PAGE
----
Can Bitcoin be hacked?

Bitcoin has enjoyed unrivalled growth in the past two years and continues to attract investors from all corners of the globe. After hitting record highs of more than $60,000 earlier in the year, it then experienced a slide to under $30,000 but has shown fantastic recovery with its value sitting at just over $40,000 at the time of writing.

With all this attention from investors comes a lot of questions, a popular one of which is “Can Bitcoin be Hacked?” It’s understandable that investors, especially new ones, maybe nervous about investing money into a digital asset that is inherently volatile. The good news is that Bitcoin is considered hackproof due to its innovative technology.

Bitcoin’s ecosystem

Bitcoin’s network is incredibly difficult to hack due to the blockchain technology that it is built on. Unlike traditional ledgers, Bitcoin’s blockchain is distributed which means that data is not stored on a central server but rather across a massive network of computers that constantly verify and check that all records are accurate.

All Bitcoin transactions are recorded in a digital ledger referred to as a blockchain, and it uses cryptography to secure all transactions on the network, making it almost impossible to breach. If hackers wanted to breach the system, they would have to own or control 51% of the network’s computing power, no mean feat for would-be thieves.

How do hackers steal Bitcoin?

For a hacker to steal Bitcoin, they would need to breach a large number of servers on the network to obtain information. As unlikely as a breach may be, hackers who gain access to 51% or more of the Bitcoin networks’ computing power (also called hashrate) may be able to mine blocks quicker than the rest of the remaining network combined, allowing them to insert malicious records in the blockchain. Achieving a 51% breach is extremely costly to perform as hackers would need an incredible amount of computing power to succeed with their plans.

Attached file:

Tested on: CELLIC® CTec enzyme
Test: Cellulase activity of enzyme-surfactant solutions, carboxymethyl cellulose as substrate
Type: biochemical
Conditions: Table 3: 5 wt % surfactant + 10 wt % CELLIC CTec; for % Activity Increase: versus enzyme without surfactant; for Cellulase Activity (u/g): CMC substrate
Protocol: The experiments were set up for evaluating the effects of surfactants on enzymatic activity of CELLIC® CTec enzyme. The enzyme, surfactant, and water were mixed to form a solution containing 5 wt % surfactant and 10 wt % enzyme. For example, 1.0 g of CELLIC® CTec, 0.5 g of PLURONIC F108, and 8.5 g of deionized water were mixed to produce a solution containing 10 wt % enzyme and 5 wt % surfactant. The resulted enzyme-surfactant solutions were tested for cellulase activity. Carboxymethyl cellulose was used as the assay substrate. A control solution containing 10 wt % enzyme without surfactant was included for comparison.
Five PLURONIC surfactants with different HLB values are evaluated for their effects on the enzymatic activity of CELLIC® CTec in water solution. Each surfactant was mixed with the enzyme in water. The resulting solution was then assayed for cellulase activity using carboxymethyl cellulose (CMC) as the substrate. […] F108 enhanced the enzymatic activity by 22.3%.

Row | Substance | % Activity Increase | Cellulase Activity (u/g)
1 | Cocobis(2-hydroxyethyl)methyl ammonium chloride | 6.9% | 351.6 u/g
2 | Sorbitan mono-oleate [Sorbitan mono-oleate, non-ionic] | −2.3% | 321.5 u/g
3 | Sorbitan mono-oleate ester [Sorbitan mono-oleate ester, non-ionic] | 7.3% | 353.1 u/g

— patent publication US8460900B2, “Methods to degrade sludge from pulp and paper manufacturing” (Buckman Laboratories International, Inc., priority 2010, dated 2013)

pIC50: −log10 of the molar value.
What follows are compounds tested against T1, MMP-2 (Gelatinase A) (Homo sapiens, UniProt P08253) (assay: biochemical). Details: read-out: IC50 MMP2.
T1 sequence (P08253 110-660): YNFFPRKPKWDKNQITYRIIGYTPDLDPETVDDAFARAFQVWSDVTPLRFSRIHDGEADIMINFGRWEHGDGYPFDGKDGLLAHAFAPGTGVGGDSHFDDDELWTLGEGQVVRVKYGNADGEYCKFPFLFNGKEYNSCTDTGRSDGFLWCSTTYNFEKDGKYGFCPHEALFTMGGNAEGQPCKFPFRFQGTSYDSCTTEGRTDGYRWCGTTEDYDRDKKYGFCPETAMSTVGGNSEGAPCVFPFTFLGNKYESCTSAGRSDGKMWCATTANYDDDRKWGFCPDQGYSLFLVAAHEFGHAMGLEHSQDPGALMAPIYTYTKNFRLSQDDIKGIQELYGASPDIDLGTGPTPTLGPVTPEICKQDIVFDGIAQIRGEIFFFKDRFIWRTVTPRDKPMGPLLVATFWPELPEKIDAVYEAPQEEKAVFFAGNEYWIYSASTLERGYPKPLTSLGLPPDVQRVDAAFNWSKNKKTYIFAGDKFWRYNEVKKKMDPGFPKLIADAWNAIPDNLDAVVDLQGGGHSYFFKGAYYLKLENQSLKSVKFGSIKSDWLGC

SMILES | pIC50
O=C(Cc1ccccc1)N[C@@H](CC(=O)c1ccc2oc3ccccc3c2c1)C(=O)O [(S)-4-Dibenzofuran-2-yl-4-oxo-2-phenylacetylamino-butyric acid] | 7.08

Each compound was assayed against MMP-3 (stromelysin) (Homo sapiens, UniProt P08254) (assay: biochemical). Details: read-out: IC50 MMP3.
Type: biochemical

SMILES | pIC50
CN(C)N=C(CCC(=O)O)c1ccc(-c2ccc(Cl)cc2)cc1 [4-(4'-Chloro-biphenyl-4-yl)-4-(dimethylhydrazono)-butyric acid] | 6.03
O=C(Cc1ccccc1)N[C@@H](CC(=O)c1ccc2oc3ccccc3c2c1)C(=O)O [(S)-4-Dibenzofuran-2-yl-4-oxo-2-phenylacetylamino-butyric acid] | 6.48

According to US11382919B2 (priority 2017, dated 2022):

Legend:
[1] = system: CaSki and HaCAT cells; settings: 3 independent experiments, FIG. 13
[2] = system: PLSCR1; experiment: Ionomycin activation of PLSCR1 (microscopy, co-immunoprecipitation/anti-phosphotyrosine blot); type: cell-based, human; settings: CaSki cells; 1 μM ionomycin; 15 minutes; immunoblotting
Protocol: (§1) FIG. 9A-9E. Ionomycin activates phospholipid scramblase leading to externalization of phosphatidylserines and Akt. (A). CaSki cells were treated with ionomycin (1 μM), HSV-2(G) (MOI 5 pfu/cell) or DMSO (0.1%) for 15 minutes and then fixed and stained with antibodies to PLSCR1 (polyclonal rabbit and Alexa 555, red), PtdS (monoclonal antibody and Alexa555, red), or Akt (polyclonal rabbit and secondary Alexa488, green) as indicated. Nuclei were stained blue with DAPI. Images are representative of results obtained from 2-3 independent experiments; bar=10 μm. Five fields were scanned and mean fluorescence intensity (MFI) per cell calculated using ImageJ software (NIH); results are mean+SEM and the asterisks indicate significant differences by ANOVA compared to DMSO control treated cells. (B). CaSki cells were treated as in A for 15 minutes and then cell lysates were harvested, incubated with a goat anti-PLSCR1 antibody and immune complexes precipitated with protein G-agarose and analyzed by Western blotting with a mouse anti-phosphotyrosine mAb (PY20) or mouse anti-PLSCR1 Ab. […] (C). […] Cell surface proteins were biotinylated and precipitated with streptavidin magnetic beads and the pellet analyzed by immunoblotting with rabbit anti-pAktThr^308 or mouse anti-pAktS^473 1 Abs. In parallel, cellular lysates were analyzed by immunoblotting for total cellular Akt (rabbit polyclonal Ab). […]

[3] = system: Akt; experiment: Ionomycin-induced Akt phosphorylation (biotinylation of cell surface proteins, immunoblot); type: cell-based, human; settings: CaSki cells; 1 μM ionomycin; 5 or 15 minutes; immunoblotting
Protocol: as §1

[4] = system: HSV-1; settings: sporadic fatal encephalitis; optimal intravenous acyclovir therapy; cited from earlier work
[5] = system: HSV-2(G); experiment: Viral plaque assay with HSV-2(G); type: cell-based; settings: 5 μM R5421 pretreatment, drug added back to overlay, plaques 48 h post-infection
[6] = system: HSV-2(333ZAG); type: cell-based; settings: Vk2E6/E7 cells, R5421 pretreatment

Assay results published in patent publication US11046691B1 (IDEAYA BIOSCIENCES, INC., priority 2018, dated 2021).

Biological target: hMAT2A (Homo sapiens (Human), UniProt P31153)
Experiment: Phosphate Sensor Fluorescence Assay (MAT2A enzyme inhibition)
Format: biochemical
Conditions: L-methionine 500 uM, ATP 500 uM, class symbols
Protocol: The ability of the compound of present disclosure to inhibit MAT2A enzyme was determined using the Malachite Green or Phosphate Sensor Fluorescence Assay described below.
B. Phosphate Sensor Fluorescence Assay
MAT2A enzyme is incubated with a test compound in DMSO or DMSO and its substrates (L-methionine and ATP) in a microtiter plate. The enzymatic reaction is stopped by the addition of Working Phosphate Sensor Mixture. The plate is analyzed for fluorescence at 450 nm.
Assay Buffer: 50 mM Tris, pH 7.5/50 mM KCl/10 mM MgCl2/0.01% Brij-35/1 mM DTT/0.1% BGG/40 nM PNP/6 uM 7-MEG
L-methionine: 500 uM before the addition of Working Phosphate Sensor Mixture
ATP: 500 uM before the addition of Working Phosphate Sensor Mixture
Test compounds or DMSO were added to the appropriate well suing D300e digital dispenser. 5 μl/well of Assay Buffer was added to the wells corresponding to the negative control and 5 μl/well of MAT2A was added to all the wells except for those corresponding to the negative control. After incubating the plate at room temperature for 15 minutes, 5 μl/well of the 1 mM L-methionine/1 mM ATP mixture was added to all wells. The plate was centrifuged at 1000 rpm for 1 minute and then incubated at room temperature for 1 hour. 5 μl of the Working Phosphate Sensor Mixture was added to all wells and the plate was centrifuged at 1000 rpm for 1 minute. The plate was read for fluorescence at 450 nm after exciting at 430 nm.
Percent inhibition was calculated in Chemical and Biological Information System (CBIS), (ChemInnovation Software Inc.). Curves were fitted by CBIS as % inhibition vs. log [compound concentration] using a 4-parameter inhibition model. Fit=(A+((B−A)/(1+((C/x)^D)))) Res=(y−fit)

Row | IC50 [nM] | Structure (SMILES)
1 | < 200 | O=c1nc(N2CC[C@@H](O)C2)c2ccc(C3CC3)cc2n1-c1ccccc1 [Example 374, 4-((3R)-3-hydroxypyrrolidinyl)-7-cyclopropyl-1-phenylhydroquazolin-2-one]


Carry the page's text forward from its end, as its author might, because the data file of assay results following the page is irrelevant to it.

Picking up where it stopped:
While the blockchain network itself may be difficult to breach, hackers typically try their luck on interfaces, such as crypto wallets, where cryptocurrencies like Bitcoin are stored. These interfaces appear to be more vulnerable and hackers find creative ways to gain access to investor’s Bitcoin. While massive amounts of time and investment have gone into improving the security of wallets, the hackers work equally as hard to find ways to beat the system.

Phishing scams are very popular and are usually found in emails where investors give hackers access to their wallets unknowingly. These emails usually direct investors to fake websites that mirror the authentic ones, and fool users into entering their details to log in.

SMS verification is another way that hackers attempt to access Bitcoin as they try to intercept SMS’s that come as part of the two-factor authentication process. These are usually stolen through wiretapping, SIM cloning or voice phishing where the hackers try to get details to access a crypto wallet.